However bad you think the Chernobyl nuclear disaster was, it was worse. And HBO’s five-part miniseries about it is the grimmest thing you’ll see on TV this year.
Re-creations of men dying of radiation poisoning are absolutely horrific. Stomach churning. They make all the violence and death on “Game of Thrones” pale by comparison.
“Chernobyl” recounts what came perilously close to being the worst “accident” in human history. It could have wiped out millions of people and rendered thousands of square miles uninhabitable for years, centuries, millennia.
And it was 100 percent caused by human mistakes and incompetence. The nuclear power plant’s design was unsafe, and the explosion and meltdown came after plant personnel violated protocols and procedures during a test, intentionally shutting down the emergency systems. Plant personnel thought a failsafe system would work; it didn’t. It couldn’t.
“When you watch the series, you will realize how difficult it is to make a nuclear reactor explode,” said executive producer/writer Craig Mazin. And that catastrophe was compounded by “errors in judgment and intentional lies and dissembling from levels from the very top all the way down to individual people in a room.”
And he wasn’t talking about the top management at the plant, he was talking about the leader of the Soviet Union himself, Mikhail Gorbachev (David Dencik), and his direct subordinates. Among the primary players in “Chernobyl” is Stellan Skarsgård as Deputy Prime Minister Boris Shcherbina, who is initially more concerned about the reputation of the USSR than the safety of his people.
He refuses to listen to nuclear physicist Valery Legasov (Jared Harris), and threatens him with arrest and others with execution. Another nuclear physicist, Ulana Khomyuk (Emily Watson), is jailed by the KGB. Decisions are made based on politics, not science. And Shcherbina turns out, eventually, to be one of the good guys.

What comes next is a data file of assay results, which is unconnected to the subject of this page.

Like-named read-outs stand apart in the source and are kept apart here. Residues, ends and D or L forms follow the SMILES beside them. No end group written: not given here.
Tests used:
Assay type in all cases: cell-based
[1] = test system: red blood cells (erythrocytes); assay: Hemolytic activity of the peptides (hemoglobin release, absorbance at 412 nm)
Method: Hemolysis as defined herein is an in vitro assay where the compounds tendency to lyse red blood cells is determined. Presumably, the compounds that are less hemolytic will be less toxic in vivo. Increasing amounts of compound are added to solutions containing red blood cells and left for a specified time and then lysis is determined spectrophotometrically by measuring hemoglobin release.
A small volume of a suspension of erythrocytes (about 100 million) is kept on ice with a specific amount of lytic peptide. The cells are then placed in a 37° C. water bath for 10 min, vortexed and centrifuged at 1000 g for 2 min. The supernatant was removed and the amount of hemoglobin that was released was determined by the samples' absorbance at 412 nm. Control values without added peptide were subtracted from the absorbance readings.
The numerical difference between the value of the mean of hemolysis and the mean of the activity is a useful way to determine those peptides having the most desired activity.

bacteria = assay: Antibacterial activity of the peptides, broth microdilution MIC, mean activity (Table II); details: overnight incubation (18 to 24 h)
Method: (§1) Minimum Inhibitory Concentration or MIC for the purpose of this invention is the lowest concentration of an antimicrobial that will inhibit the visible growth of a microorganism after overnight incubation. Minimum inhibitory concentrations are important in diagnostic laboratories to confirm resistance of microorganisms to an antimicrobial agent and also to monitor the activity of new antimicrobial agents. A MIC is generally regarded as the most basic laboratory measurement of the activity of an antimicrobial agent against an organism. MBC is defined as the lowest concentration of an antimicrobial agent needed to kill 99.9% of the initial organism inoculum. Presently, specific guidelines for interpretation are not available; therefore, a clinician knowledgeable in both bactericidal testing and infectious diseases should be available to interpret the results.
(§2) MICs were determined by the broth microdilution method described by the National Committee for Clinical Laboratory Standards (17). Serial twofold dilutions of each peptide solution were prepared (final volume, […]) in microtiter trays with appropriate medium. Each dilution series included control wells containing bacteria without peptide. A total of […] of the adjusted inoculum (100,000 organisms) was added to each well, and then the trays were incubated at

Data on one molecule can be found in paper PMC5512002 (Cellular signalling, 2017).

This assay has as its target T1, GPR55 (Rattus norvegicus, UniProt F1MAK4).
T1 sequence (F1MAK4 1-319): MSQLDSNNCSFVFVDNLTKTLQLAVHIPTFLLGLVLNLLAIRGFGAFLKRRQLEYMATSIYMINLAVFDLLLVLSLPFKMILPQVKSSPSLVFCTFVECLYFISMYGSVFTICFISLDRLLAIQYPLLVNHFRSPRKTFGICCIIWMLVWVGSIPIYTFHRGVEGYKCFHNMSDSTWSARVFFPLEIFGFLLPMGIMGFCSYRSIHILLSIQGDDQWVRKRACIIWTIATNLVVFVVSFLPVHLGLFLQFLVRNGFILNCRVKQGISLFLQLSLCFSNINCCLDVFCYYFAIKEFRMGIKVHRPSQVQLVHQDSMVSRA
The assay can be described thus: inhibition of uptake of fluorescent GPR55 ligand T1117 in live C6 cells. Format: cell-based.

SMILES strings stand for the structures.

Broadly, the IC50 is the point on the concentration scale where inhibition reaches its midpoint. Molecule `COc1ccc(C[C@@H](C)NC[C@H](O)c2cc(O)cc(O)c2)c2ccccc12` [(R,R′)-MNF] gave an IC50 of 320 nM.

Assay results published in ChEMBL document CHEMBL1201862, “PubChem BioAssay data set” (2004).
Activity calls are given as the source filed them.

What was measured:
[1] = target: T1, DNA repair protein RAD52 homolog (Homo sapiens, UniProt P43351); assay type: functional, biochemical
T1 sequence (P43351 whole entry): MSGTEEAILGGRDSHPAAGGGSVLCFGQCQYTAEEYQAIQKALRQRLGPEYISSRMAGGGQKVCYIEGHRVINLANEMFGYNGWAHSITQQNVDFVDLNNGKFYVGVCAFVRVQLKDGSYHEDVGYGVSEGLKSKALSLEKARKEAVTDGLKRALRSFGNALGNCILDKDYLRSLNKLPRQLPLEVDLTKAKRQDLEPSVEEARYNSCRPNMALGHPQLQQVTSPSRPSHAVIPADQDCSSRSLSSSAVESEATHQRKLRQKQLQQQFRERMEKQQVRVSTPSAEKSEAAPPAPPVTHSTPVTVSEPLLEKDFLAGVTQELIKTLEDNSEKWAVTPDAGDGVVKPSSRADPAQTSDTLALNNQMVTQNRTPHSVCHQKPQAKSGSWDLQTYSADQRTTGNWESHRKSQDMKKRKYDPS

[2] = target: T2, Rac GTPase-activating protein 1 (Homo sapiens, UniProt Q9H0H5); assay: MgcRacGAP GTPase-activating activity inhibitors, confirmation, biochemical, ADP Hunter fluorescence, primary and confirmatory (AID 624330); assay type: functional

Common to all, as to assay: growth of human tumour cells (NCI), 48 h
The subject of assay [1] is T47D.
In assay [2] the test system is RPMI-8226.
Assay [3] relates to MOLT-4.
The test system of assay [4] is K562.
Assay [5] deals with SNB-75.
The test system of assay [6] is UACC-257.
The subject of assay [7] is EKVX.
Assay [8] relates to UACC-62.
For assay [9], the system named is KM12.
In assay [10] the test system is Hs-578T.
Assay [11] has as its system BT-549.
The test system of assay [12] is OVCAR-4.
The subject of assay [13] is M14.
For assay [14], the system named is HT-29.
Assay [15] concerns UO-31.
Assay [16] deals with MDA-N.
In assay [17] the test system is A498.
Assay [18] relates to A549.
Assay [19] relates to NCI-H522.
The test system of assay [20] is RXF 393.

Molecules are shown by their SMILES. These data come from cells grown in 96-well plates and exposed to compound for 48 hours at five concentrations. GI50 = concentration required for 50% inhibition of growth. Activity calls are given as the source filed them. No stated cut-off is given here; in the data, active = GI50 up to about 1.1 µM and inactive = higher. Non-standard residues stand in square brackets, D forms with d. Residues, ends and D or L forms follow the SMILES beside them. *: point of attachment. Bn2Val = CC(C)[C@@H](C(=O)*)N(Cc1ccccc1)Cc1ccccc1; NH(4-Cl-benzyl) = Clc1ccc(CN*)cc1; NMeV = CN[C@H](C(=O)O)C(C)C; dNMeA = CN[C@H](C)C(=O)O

“Chernobyl was the product of intentionally terrible decisions designed to protect a system that was inherently corrupt and inhumane,” Mazin said.
The narrative “is as close to reality as we can get and still be able to tell the story in five episodes,” he added. “The simple rule that we had — if we were going to change something, it had to be only so that we could tell the story fully. We never changed anything to make it more dramatic than it was.”
There was no need. Reality was dramatic enough. But getting to the truth wasn’t always easy, because Chernobyl happened in a nation that “was not particularly known for its openness,” Mazin said.
He turned to books written by Soviet scientists, nine reports by the International Atomic Energy Agency and first-person accounts. He researched what life was like in Soviet Ukraine at the time. “We want to be accurate in all regards, down to the shoelaces that people are wearing,” Mazin said.
The series was filmed, in part, at the Ignalina Power Plant in Lithuania — which was of the same design as Chernobyl. (The European Union made shutting it down a condition of admitting Lithuania.)
What makes “Chernobyl” all the more horrifying is that it isn’t an over-the-top drama. It’s often spare and matter-of-fact, but the facts are ghastly and gruesome.
There’s no dialogue, no hysterical weeping as radiation victims are buried in lead coffins, which are then encased in concrete as somber music plays. A young soldier has to kill pet dogs who have been exposed to radiation. A young woman’s unborn child somehow absorbs the radiation that would have killed the mother. Workers enter the plant in an attempt to avert complete disaster with the knowledge that their chances of survival are slim to none.
Why watch something as grim as “Chernobyl”? It's gripping, but it's impossible to call it entertaining.
And yet there are heroes among the villains and the victims, and their stories were “oddly beautiful,” Mazin said.
“In response to what I would consider to be the worst of human behavior, we saw the best of human behavior. Only humans could have made Chernobyl happen, only humans could have solved the problem of Chernobyl,” he said. “The quiet nobility of hundreds of thousands of people, names of whom we will not know, is remarkable.”
And “Chernobyl” stands as a warning, not just for the former Soviet Union — where 10 Chernobyl-type nuclear power plants still operate today (albeit updated) — but for the rest of the world. And not just about nuclear power.
“The cautionary tale here is about what happens when people choose to ignore the truth,” Mazin said. “As it turns out, the truth does not care. The world gets hotter whether we agree with it or not, and that is something that I hope people can take away from the show.
“It’s our hope ... that we can popularize this story to the extent that maybe somebody in a position of power might think twice.”